A couple of weeks ago, I attended an event in London as part of Red magazine’s Smart Women Week. This was the first time I’d been on a solo trip since our little one came to live with us (I’m an adoptive mum) and although my time in London was brief, it felt so liberating to finally be doing something for myself, by myself. Having said that, I also found the experience quite daunting – when your attentions are focused solely on one person for such a long time, you start to wonder whether you’re capable of doing anything on your own ever again (or, at least, that’s how I felt!).
There was another doubt eating its way into my consciousness that day too. Though I desperately want to be a writer, I’m nervous about introducing myself as one and I was fully aware as I hopped on the tube to Piccadilly, that once I arrived people would almost certainly ask me about my occupation. I’ve written for an e-zine, a local arts and entertainment magazine and I’ve also contributed to The Big Issue, but I’ve yet to earn a single penny from my writing efforts and so, in my head, it seemed almost fraudulent to announce myself a freelance writer.
But if you’re not yelling it, you’re not selling it, right?!? (A Hugh Jackman quote from Eddie the Eagle, if anyone missed that one…!!). And so, I silenced the little voice in my head telling me that no-one would ever take me seriously as a writer and instead confidently introduced myself as such throughout the evening – and what an evening it was!
The event itself – How to get featured in Red – involved a talk by editors and writers from various sections of the magazine. This was then followed by a Q&A session and the opportunity to meet the team whilst partaking in a spot of networking in the bar afterwards. As soon as anyone says the word ‘networking’ I immediately clam up. The idea of initiating a conversation with someone I don’t know is completely at odds with my introverted personality, but if you’ve read my recent blog post on change then you’ll know that I’m currently forcing myself to do the exact opposite of what I would normally do, and so, with a hefty G&T inside me, I plucked up the courage to start chatting (I’m not kidding when I say that this was a really big deal for me!).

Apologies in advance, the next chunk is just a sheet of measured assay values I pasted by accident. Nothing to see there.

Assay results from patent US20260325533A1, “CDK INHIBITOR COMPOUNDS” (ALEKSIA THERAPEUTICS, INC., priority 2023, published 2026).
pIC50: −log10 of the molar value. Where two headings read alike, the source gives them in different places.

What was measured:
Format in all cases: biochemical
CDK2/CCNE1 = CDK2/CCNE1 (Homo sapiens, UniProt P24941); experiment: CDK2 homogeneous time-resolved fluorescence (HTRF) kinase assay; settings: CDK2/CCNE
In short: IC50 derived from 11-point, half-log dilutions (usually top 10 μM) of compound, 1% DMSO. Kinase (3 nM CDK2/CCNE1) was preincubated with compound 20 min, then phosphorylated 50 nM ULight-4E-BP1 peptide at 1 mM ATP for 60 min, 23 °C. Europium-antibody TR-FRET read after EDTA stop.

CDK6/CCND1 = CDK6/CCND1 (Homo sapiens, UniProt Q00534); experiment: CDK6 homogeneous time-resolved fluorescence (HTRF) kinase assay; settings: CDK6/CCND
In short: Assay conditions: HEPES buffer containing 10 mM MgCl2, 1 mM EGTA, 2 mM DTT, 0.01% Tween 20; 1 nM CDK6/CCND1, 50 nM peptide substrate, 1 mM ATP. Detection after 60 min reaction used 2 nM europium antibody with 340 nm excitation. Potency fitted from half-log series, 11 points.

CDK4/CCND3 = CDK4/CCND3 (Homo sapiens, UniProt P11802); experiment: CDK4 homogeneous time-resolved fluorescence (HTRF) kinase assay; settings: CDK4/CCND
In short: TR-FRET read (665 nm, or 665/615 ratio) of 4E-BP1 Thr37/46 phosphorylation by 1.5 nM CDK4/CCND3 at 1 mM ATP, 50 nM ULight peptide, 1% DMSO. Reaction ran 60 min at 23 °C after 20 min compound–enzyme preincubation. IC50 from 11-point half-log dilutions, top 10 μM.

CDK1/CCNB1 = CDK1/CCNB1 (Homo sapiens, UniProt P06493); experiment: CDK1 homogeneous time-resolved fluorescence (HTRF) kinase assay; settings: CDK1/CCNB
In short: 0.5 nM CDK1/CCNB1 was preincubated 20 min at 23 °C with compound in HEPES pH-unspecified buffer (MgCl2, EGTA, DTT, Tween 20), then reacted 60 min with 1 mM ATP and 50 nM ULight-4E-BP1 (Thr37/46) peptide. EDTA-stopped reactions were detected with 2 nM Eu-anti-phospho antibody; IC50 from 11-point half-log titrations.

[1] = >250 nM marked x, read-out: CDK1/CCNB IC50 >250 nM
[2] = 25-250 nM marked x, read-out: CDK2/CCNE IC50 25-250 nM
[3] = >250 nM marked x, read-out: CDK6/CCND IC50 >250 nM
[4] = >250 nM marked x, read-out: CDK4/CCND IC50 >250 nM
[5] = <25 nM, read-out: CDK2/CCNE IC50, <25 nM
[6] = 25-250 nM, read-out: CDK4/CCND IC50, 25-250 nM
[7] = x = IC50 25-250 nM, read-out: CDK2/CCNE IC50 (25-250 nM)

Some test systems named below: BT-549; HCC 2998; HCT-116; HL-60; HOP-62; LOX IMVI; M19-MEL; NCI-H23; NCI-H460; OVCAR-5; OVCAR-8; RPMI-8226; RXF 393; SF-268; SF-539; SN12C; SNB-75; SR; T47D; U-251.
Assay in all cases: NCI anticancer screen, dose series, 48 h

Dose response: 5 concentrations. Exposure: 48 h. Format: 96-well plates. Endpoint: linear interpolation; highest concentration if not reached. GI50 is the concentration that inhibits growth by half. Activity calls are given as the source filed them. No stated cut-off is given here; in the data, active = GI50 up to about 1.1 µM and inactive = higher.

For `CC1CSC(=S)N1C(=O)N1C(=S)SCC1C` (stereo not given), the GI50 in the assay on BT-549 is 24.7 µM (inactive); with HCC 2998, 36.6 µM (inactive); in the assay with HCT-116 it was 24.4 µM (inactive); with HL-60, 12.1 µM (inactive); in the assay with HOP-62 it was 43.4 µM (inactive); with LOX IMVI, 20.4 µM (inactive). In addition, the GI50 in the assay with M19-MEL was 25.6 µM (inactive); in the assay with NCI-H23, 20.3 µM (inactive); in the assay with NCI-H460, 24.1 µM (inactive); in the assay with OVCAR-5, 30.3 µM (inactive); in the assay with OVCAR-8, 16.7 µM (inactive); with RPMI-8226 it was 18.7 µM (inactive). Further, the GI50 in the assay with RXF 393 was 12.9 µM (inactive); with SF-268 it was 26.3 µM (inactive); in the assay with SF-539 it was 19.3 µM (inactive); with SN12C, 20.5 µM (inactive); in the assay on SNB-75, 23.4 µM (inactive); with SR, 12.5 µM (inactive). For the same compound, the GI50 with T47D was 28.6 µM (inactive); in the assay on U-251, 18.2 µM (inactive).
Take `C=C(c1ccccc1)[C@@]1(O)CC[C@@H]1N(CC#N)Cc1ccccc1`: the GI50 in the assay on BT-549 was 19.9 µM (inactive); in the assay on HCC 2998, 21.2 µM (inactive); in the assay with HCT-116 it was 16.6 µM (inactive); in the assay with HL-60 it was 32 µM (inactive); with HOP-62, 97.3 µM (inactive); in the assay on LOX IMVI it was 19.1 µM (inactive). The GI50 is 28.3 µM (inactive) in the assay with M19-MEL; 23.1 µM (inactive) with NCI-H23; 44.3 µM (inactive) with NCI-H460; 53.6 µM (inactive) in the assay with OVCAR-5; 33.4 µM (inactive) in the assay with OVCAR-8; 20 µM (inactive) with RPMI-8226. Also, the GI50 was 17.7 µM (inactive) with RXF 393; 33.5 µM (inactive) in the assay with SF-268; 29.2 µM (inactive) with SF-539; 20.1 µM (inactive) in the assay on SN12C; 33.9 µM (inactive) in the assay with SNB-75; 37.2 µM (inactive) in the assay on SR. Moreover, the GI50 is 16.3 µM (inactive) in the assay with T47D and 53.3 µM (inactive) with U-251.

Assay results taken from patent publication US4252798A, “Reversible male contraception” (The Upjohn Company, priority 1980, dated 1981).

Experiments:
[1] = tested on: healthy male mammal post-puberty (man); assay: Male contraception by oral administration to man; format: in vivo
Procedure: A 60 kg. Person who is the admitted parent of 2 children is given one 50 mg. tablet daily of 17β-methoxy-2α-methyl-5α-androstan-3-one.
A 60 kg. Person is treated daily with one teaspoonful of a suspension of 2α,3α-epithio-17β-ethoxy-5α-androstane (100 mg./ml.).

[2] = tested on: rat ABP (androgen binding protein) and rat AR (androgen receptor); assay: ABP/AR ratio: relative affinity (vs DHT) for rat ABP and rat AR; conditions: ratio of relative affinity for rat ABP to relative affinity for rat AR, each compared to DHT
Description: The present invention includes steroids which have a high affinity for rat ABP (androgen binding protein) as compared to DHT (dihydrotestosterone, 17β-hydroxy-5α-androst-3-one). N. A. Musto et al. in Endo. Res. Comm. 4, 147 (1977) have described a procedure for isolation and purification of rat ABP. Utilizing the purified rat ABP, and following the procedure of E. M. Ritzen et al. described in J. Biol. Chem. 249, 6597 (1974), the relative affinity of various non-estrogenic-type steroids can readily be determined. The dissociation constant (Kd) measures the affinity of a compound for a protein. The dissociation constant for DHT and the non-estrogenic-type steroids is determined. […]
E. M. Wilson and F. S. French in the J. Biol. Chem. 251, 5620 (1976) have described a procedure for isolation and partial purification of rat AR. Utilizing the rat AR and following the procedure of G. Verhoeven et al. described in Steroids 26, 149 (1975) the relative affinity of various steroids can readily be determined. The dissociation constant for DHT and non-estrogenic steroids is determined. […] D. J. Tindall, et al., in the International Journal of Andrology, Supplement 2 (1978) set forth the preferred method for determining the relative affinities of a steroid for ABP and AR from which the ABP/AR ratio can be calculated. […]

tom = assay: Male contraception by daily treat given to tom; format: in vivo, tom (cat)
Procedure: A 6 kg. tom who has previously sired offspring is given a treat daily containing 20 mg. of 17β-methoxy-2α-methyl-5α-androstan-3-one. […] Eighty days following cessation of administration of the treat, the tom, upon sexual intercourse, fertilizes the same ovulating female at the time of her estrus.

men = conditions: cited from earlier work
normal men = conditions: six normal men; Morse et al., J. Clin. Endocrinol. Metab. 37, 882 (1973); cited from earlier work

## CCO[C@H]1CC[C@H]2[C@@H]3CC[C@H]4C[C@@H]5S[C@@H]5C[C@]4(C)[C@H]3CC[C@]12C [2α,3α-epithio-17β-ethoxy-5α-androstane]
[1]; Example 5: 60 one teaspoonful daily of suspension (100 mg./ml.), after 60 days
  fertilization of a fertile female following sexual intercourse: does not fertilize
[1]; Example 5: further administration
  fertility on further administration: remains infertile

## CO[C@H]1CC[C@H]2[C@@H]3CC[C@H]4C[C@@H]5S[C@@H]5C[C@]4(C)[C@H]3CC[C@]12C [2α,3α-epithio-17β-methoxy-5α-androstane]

Aside from meeting some genuinely lovely people (and I urge you, if you’re on Instagram, to check out Weald Handmade and The Honey Hews), I also managed to have a brief chat with Natasha Lunn, Red’s features editor. During the event, Natasha had stressed the importance of having a writing niche and the idea of immersing yourself in your chosen topic so that you become an expert. It occurred to me, during the networking part of the evening and whilst I was chatting to Natasha, that not only does my writing lack any kind of niche (unless you can call life a niche?), I also struggle to explain what my writing is about to other people. Natasha’s own niche is ‘love’ and, although she admitted that this is still a relatively broad topic, she started up a newsletter called Conversations on Love which has proven immensely popular and, I guess, made her a bit of an expert.
Ever since the event, I’ve pondered the idea of a writing niche, wondering if perhaps there’s already something lurking in my writing that I’m just too close and involved to see. I’ve always had a tendency to overthink things and miss the answer that is right in front of me and perhaps that’s the case now.
I’d love to know if you have a writing niche. Perhaps your blog is geared towards fashion or food, mental health or physical well-being. Whatever topic you’ve decided to hone in on, I’d love to know why and how you found it! Let me know in the comments below and, if you’re in or near London this time next year, make sure you check out Red’s Smart Women Week. There are so many inspiring events to go to and lots of fascinating people to meet. Due to time constraints, I only managed to get to the one talk a couple of weeks ago, but next year I’ll definitely be blocking out my calendar!